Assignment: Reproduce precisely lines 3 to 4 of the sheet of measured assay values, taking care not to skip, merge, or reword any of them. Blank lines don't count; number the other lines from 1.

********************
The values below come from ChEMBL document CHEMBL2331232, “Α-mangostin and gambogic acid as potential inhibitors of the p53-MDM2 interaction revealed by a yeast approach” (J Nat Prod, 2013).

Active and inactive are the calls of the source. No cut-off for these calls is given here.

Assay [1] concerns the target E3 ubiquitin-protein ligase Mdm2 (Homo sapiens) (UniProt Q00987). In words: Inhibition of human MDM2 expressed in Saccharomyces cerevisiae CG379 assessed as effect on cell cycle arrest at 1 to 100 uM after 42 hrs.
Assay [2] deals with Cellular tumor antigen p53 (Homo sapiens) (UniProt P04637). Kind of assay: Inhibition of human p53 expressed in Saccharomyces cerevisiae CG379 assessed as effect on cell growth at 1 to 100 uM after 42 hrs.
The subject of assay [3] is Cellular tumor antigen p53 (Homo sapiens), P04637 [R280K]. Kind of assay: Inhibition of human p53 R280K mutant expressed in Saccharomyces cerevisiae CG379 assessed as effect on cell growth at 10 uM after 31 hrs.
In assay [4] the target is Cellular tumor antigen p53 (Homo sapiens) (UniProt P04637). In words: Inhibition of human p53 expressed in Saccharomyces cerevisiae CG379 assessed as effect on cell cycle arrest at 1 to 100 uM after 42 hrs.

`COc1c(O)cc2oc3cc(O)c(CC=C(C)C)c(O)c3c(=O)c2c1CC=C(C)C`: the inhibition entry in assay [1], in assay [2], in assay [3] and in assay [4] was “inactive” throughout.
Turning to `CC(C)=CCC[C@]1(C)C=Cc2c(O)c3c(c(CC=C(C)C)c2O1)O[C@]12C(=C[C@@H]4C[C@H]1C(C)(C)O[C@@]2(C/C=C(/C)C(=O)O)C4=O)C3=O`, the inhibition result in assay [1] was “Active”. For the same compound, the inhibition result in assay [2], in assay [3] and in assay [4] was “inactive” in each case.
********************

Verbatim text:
Assay [1] concerns the target E3 ubiquitin-protein ligase Mdm2 (Homo sapiens) (UniProt Q00987). In words: Inhibition of human MDM2 expressed in Saccharomyces cerevisiae CG379 assessed as effect on cell cycle arrest at 1 to 100 uM after 42 hrs.
Assay [2] deals with Cellular tumor antigen p53 (Homo sapiens) (UniProt P04637). Kind of assay: Inhibition of human p53 expressed in Saccharomyces cerevisiae CG379 assessed as effect on cell growth at 1 to 100 uM after 42 hrs.